Wednesday, October 5, 2022

Blue-collar work and the Kenney government

CBC recently ran a very interesting first-person account from a Calgary welder about his experiences in the oil-and-gas sector. You can read the piece here. The nub of the account is that working conditions for welders in the sector are poor and are driving workers away. It is an interesting and well-written piece.

I flag it for a couple of reasons. One of the more tedious talking points of the Kenney government is that there is some kind of esteem gap between white-collar and blue-collar occupations. The gist of the narrative is that people (e.g., students, parents, teachers, and workers) think they are too good to do a blue-collar job (so basically it is a worker-blaming narrative, not all that different than equally ridiculous assertion that people no longer want to work).

Like most things Jason Kenney said as premier, there isn’t really any evidence that this esteem gap exists. (The two people I have been happiest to see in my life are an ER doc and a plumber, and not necessarily in that order.) Rather, this putative esteem-gap is just a dog-whistle pretext designed to justify increasing investment in skilled trades training and reduced investment in university education. Why would Kenney do that?

Well, Kenney’s actions as a federal minister suggest he often assists employers to minimize labour costs buy flooding the labour market with workers (think back to the temporary foreign worker deluge of 2008-12). Increasing the number of skilled trades people allows employers to suppress demands for better wages and working conditions because there is always a surplus of workers.

The first-person account of working in a welding shop in the oil-and-gas industry unintentionally highlights a number of structural reasons that workers may be reluctant to engage in blue-collar work (that have nothing to do with people thinking they are too good for that work):
  • Job demands: The author flags that the work is difficult, dangerous, and often entails working in unpleasant conditions at odd times. Workers are often unwilling or unable to work in these conditions. This has historically constrained the labour force and driven up wages. Corporations have responded in many ways to reduce labour costs, such as automation, off-shoring, and subcontracting work.
  • Insecurity: The oil-and-gas sector has organized work in ways that externalizes risk onto workers (in the form of layoffs and wage cuts) to maximize corporate profitability. The author notes that one new and very skilled worker had soured on the industry after three layoffs in five years. (This insecurity also a key barrier to apprentices completing their training, but note that Kenney’s training announcements never engage with this issue.)
  • Restructuring: The author notes that austerity, tax cuts, and rising energy prices had made him hopeful that his job would have more security. This didn’t happen because trickle-down economics (which is what he’s talking about) doesn’t work. Very crudely speaking, if you give wealthy individuals and corporations additional income (through tax cuts), they don’t create jobs with it: they just horde it. By contrast, policies that raise wages for low-income workers do create new jobs because low-income workers spend the money and that creates demand (and new jobs).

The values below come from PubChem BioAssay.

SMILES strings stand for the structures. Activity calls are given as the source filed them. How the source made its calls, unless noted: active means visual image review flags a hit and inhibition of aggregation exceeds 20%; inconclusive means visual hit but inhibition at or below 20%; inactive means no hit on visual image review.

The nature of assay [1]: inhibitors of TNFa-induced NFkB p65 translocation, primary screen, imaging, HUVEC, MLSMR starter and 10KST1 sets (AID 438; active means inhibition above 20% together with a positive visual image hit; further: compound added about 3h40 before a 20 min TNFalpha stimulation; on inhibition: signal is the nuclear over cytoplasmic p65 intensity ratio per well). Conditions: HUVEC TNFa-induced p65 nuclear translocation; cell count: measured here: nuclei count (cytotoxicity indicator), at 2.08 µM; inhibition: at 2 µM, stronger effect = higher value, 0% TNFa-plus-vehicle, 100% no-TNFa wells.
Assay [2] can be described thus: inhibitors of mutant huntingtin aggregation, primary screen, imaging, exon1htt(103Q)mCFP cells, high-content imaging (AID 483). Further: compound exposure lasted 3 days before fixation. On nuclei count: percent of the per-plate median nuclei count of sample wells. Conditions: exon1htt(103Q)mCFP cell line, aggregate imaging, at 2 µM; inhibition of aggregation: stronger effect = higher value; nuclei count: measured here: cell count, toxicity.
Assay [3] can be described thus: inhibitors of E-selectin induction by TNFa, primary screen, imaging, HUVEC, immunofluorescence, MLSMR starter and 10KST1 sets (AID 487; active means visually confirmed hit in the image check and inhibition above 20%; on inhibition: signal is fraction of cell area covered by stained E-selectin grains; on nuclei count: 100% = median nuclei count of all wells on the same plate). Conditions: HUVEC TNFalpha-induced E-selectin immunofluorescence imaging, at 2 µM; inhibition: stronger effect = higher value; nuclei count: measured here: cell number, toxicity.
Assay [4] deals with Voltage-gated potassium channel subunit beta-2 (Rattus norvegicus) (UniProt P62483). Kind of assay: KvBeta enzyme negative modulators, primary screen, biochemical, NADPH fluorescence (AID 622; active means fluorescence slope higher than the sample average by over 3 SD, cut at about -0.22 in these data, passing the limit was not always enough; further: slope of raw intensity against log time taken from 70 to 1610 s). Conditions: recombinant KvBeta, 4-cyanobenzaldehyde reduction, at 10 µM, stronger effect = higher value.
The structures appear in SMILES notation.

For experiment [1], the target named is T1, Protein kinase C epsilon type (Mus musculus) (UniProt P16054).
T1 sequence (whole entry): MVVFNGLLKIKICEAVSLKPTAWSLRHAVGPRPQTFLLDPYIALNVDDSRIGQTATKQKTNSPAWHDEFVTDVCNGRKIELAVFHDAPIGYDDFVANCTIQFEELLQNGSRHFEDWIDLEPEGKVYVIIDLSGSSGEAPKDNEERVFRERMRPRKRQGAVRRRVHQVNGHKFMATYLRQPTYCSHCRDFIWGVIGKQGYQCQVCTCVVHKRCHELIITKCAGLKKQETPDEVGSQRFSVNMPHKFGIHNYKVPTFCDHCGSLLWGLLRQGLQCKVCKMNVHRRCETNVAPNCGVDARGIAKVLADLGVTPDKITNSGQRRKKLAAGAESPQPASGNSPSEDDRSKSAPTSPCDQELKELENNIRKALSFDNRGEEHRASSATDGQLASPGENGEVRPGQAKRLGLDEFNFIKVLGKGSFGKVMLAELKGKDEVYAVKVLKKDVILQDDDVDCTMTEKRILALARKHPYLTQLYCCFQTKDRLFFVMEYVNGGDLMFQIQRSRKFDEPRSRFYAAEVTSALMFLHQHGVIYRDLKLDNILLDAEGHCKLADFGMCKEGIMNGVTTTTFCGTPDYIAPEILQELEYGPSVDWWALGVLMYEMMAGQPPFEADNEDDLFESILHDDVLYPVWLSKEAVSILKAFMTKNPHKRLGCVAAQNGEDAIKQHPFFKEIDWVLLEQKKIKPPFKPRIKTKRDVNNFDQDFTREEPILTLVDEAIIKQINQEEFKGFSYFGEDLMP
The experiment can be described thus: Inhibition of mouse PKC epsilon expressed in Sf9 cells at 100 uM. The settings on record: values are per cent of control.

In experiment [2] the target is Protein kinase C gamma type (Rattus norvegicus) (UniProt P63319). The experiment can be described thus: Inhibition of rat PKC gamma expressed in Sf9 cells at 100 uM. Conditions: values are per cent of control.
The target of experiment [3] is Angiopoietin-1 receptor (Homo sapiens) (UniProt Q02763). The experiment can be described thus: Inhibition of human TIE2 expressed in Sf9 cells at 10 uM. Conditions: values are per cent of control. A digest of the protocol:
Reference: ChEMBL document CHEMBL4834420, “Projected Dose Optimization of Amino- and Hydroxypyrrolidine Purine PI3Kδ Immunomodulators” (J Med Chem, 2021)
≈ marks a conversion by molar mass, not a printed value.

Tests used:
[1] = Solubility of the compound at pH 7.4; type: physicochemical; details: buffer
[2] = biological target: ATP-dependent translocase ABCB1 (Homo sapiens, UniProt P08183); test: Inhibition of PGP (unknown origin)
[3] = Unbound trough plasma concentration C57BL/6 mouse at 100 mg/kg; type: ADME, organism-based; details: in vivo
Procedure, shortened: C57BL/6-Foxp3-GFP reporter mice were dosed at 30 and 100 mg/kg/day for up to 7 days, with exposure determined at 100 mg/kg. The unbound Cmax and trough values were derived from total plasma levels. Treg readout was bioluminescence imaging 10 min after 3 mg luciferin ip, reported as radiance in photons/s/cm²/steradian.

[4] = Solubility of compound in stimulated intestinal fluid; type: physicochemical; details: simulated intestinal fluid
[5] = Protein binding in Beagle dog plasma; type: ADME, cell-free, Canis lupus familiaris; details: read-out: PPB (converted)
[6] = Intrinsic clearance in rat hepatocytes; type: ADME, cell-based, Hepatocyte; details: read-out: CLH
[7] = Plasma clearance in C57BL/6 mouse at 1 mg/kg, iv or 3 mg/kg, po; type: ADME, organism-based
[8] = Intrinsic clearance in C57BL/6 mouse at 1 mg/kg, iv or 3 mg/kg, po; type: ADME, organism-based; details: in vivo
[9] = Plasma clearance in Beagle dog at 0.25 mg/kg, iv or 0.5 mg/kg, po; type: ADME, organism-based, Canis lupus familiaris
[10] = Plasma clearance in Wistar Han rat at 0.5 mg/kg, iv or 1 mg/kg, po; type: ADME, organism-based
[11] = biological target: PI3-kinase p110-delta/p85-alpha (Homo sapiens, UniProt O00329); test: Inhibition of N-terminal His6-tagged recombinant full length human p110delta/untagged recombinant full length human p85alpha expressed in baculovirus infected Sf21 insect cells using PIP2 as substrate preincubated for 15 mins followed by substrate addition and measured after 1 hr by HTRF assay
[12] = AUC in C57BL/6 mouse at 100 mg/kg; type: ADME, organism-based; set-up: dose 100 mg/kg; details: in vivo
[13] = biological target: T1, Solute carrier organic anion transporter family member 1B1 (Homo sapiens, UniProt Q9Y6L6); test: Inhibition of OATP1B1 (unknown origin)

In the end, the author acknowledges that working in the industry used to provide a stable living but no longer does. Not surprisingly, he leaves the industry to teach high-school kids welding skills and all but two members of his original crew either quit or were laid off.

So, what can we learn from this:
  • Employers care about profit and treat workers instrumentally. If there is a way to increase profit and the effect is to make workers’ lives worse, employers will do so. This is particularly the case when there is a surplus of workers so the workers have little labour market power to exert.
  • Governments, especially conservatives ones, are typically happy to help employers create a loose labour market that worsens wages and working conditions. To stifle dissent about policies that are actually screwing the workers who comprise the bulk of the electorate, governments will happily invent or manipulate facts. No one wants to work. People think they are too good for blue-collar work. And so forth. 
  • Workers are often unable or unwilling to incorporate this dynamics into their analysis of how the world works. Instead, they will cheer-lead policies that harm their interests (e.g., tax cuts and austerity that destroy the public services they depend upon) in the hope they will see greater stability or a modest wage increase. They will also adopt explanatory narratives that blame workers (people look down in the trades) while ignoring that workers may well be making rational and well-informed choices about what job options are best for them.
Even a modest amount of critical thinking raises some pretty profound questions about these narratives. Why, for example, might workers not be keen to take certain jobs? Is it because they are innately lazy or think too highly of themselves or are misinformed? Or is it because the jobs are organized in ways that make them, relatively speaking, difficult, unstable, and poorly paid, and thus workers don’t see them as a good choice? Are there impediments (such a childcare availability and shift work) that make it impossible or uneconomical for workers to take these jobs?

This kind of questioning is typically taught in the liberal arts, which is the exact kind of education that the Kenney government has aggressively defunded. That is probably not a coincidence.

-- Bob Barnetson

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